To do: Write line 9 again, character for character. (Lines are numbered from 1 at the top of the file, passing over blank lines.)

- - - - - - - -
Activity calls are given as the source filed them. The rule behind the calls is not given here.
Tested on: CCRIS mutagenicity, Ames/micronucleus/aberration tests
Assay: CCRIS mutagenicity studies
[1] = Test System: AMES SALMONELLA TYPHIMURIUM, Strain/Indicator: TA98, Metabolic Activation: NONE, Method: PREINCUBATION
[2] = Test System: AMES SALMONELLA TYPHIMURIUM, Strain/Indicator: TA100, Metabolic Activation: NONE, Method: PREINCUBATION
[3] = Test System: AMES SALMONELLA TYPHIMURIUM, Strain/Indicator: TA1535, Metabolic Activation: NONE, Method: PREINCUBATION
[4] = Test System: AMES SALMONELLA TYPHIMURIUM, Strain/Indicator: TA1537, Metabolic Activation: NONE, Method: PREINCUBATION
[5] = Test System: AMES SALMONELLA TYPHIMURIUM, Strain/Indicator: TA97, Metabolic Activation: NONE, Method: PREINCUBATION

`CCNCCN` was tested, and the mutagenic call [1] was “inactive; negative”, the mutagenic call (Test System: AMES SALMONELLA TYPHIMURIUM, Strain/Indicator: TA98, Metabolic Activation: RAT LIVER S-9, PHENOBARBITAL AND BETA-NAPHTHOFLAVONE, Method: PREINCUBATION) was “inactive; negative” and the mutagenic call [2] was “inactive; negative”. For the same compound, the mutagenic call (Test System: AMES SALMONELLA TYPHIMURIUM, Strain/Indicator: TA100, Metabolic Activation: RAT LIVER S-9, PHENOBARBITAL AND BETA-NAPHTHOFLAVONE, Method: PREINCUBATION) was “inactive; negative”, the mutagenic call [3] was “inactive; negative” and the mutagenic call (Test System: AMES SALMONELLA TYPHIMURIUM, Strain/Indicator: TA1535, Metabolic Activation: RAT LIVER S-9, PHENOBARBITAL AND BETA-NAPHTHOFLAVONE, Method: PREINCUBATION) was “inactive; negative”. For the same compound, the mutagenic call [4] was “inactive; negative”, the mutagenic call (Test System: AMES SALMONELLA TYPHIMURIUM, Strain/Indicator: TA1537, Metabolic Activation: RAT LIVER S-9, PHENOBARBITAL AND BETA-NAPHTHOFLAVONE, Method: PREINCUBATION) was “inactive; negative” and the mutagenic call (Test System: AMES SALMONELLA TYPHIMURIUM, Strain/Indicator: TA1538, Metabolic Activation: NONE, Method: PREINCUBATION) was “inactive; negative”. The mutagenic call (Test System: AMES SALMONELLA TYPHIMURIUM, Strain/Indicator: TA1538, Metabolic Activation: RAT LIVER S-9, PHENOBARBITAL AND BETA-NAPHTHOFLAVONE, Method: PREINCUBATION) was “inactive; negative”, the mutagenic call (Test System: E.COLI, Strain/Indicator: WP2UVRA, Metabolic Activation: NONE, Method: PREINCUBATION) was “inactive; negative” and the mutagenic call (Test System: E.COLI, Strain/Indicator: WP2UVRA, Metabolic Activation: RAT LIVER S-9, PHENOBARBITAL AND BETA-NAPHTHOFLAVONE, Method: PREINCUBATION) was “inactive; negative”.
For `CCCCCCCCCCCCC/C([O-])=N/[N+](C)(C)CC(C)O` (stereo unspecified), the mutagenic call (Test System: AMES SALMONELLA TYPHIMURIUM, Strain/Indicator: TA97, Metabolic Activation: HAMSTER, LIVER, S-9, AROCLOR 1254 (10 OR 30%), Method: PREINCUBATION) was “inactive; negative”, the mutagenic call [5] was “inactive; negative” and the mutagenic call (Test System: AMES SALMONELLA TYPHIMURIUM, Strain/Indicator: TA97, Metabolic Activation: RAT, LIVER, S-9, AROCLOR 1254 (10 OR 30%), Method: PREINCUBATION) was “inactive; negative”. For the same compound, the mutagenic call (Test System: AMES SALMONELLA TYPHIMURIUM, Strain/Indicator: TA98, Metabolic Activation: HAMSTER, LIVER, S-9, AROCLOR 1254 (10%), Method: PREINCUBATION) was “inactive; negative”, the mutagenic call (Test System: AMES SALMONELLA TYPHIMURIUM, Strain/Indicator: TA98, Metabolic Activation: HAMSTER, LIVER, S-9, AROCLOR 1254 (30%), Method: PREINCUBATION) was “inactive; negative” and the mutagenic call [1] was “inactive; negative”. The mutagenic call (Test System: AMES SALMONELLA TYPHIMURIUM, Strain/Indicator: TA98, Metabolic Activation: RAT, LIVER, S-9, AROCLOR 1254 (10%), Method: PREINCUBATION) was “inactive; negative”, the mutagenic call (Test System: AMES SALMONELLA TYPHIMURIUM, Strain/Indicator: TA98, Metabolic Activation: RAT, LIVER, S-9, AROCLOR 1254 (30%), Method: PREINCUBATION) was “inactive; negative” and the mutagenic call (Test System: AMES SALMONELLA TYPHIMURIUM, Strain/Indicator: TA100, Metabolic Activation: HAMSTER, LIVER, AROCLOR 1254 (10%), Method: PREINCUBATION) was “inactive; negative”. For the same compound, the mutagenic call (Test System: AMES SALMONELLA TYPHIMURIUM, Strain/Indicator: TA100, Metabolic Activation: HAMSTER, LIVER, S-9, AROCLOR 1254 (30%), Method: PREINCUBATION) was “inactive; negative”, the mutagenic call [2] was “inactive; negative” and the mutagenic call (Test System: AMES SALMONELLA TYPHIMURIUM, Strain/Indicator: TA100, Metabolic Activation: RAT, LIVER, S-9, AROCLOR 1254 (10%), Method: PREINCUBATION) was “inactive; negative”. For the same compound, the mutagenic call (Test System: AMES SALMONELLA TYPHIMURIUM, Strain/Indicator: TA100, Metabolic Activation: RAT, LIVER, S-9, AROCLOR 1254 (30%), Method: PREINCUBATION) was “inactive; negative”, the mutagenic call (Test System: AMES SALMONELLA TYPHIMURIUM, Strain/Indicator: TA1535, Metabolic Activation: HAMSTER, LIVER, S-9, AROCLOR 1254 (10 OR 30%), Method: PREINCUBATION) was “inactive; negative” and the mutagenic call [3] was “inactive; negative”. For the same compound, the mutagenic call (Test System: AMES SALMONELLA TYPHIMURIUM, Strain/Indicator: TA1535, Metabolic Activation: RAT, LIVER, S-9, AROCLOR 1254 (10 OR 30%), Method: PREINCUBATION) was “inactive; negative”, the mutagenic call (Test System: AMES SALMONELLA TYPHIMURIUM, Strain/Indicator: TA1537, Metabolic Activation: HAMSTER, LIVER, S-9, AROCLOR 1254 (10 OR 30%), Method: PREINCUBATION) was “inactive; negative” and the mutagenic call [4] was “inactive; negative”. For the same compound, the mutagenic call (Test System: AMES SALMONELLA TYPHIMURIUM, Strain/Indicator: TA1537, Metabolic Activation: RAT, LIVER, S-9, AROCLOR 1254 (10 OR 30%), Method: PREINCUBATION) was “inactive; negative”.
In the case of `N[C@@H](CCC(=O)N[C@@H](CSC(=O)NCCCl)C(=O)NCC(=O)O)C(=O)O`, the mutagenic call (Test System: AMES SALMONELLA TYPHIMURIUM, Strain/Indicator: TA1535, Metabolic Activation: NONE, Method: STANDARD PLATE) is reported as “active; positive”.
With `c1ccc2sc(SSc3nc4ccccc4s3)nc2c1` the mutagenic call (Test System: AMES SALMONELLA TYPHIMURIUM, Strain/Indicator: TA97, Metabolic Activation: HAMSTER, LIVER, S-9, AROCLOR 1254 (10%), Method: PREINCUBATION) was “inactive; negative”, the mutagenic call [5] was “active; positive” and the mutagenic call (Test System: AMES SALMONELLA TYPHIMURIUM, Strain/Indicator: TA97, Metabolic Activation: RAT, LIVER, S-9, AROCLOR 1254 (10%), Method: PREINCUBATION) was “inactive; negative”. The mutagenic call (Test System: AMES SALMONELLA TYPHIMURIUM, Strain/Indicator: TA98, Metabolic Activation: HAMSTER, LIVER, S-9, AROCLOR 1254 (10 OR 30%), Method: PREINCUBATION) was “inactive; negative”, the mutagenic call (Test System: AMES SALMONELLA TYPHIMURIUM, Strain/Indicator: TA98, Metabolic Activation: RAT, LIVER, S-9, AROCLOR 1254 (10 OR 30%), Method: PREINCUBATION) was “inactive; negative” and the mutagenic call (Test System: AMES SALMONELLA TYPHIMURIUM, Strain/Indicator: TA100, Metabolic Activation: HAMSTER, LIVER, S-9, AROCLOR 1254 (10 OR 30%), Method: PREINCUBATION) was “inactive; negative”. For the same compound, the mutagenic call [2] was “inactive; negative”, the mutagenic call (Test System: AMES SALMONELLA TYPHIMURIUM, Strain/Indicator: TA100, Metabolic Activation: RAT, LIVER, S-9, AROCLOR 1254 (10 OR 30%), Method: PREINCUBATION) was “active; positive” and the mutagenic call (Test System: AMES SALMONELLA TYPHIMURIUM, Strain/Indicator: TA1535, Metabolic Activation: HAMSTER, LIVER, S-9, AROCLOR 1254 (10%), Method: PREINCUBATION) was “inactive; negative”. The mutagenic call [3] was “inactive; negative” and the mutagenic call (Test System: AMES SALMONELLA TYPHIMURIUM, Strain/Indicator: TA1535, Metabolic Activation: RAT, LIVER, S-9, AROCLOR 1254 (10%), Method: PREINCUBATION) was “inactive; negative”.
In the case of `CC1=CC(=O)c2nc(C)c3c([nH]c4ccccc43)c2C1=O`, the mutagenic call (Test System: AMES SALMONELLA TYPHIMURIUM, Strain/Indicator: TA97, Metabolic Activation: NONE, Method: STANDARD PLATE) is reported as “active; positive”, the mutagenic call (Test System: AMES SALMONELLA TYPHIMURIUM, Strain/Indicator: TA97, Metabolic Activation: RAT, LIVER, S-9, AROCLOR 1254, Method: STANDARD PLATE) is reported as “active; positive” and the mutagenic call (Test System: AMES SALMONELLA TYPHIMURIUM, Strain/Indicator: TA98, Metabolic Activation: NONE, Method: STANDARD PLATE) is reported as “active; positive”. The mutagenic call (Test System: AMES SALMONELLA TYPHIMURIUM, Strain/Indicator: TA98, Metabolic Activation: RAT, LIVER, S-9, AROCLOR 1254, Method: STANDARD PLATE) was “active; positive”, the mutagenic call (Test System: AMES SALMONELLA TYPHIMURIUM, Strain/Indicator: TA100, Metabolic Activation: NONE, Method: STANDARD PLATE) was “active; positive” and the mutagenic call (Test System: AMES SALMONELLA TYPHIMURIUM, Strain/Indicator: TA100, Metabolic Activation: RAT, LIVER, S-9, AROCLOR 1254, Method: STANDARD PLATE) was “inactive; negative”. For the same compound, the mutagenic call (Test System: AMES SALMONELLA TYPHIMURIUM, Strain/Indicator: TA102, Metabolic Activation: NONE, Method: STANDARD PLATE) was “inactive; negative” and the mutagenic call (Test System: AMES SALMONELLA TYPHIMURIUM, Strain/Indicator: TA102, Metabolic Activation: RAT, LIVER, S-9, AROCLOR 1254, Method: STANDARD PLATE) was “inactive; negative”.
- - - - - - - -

`CCNCCN` was tested, and the mutagenic call [1] was “inactive; negative”, the mutagenic call (Test System: AMES SALMONELLA TYPHIMURIUM, Strain/Indicator: TA98, Metabolic Activation: RAT LIVER S-9, PHENOBARBITAL AND BETA-NAPHTHOFLAVONE, Method: PREINCUBATION) was “inactive; negative” and the mutagenic call [2] was “inactive; negative”. For the same compound, the mutagenic call (Test System: AMES SALMONELLA TYPHIMURIUM, Strain/Indicator: TA100, Metabolic Activation: RAT LIVER S-9, PHENOBARBITAL AND BETA-NAPHTHOFLAVONE, Method: PREINCUBATION) was “inactive; negative”, the mutagenic call [3] was “inactive; negative” and the mutagenic call (Test System: AMES SALMONELLA TYPHIMURIUM, Strain/Indicator: TA1535, Metabolic Activation: RAT LIVER S-9, PHENOBARBITAL AND BETA-NAPHTHOFLAVONE, Method: PREINCUBATION) was “inactive; negative”. For the same compound, the mutagenic call [4] was “inactive; negative”, the mutagenic call (Test System: AMES SALMONELLA TYPHIMURIUM, Strain/Indicator: TA1537, Metabolic Activation: RAT LIVER S-9, PHENOBARBITAL AND BETA-NAPHTHOFLAVONE, Method: PREINCUBATION) was “inactive; negative” and the mutagenic call (Test System: AMES SALMONELLA TYPHIMURIUM, Strain/Indicator: TA1538, Metabolic Activation: NONE, Method: PREINCUBATION) was “inactive; negative”. The mutagenic call (Test System: AMES SALMONELLA TYPHIMURIUM, Strain/Indicator: TA1538, Metabolic Activation: RAT LIVER S-9, PHENOBARBITAL AND BETA-NAPHTHOFLAVONE, Method: PREINCUBATION) was “inactive; negative”, the mutagenic call (Test System: E.COLI, Strain/Indicator: WP2UVRA, Metabolic Activation: NONE, Method: PREINCUBATION) was “inactive; negative” and the mutagenic call (Test System: E.COLI, Strain/Indicator: WP2UVRA, Metabolic Activation: RAT LIVER S-9, PHENOBARBITAL AND BETA-NAPHTHOFLAVONE, Method: PREINCUBATION) was “inactive; negative”.